On February 23-25, 2017, the Starlights Synchronized Skating Teams will host the 2017 U.S. Synchronized Skating Championships in Rockford, IL, at the BMO Harris Bank Center.
Synchronized skating is a figure skating discipline in which a team of 8-20 skaters perform a program. In 1994, the sport was officially recognized by the International Skating Union (ISU) as the fifth discipline of the sport of figure skating. The other disciplines are Men’s Singles, Ladies Singles, Pairs, and Ice Dance.
The sport was created in the U.S. in the mid-1950s when Dr. Richard Porter of Ann Arbor, Michigan, was inspired by Ice Capades chorus lines to start a figure skating team named “Hockettes” to entertain at hockey games. Hockettes teams still compete today!
Originally called “precision skating”, the sport resembled drill teams or marching bands. In the 1980s, American coach Todd Bartholomew worked with the Cleveland Ballet Company to help his team, Goldenettes, create a flowing program with smooth transitions. Goldenettes won the National Championship and changed the look of precision skating.
In 2000, the ISU changed the name to “synchronized” because the word “precision” is not translatable into many languages. Also in 2000, the first World Synchronized Skating Championships was held in Minneapolis, Minnesota.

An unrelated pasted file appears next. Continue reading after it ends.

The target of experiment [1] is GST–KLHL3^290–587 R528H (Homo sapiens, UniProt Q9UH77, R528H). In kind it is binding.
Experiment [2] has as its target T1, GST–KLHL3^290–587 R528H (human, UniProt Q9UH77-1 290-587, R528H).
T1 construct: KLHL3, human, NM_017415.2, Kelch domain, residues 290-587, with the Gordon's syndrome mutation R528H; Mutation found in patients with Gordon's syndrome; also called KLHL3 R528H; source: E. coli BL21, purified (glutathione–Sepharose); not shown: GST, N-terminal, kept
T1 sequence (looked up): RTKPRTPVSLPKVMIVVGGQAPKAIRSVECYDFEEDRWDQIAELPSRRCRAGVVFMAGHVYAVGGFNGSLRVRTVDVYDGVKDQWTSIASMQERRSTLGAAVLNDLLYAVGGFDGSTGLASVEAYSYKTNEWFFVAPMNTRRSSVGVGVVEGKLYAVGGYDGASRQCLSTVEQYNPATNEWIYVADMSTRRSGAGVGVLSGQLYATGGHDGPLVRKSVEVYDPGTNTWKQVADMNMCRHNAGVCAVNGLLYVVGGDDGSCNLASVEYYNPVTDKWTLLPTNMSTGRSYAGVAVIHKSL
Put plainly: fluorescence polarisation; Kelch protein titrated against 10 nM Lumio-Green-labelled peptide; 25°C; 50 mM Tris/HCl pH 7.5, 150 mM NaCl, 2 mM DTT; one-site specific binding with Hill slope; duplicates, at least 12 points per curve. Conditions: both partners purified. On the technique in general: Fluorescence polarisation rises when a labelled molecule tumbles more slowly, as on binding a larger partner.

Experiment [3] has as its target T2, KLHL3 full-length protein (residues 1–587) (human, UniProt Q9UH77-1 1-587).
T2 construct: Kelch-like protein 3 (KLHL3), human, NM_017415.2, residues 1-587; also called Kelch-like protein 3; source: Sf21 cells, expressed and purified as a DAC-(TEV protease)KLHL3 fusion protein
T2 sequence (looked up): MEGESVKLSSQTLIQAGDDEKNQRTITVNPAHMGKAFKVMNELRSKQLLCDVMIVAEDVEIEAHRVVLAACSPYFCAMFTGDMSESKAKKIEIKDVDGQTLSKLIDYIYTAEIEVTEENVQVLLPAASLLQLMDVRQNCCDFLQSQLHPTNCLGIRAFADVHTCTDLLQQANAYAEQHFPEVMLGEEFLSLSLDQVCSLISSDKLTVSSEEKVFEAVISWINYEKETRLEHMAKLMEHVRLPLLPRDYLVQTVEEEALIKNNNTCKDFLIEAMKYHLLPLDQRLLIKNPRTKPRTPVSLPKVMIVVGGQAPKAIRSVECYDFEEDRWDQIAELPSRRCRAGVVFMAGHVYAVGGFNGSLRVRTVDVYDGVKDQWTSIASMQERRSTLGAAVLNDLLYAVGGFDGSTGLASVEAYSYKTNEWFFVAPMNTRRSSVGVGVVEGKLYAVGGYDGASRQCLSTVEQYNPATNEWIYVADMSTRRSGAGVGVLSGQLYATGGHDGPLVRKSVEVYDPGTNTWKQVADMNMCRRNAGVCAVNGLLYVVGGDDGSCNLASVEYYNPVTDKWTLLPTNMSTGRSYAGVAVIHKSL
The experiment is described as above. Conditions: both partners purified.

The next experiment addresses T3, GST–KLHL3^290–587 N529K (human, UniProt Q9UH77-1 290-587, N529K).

U.S. Figure Skating, along with skating federations from other countries, continues to work for the inclusion of synchronized skating in the Olympics. China has formed a synchronized skating team (guest-coached by Starlights coach Heather Paige!). Hopes are high that China will be the first nation to host Olympic synchronized skating in 2022!
Synchronized skaters are required to pass traditional figure skating tests to be eligible to compete. Current synchronized skating programs demand a high level of athleticism and fearlessness, along with skill in “spotting,” a skater’s ability to know and adjust where they are on the ice in relation to the rest of the team. Programs include five traditional formations: wheels, circles, lines, blocks, and intersections, along with elements adapted from other figure skating disciplines and elements unique to synchronized skating. Many teams perform jumps and spins. High-level teams (Junior and Seniors) perform lifts. All teams include creative elements.
A winning synchronized skating program has speed, power, precision, deep edges, smooth transitions between elements, endurance, and creativity, along with “cleanness”, which means no falls or collisions. The sport is judged using the International Judging System (IJS), a points system.
The following levels are eligible to qualify for the U.S. Synchronized Skating Championships (“Nationals”): Juvenile, Intermediate, Novice, Junior, Senior, Collegiate, Adult, and Masters. Teams must earn a spot at Sectional Championships to qualify, which means that the Nationals feature the best teams in the United States, all competing for Gold, Silver, Bronze, and Pewter medals.
The U.S. Synchronized Skating Championships—where fears die, moms and dads cry, coaches sigh, and athletes fly across a frozen sky. Experience it all in Rockford! Bring a cowbell and a box of Kleenex, and watch big dreams transform into real life. And don’t forget to breathe!
More details about this event and ticket information can be found HERE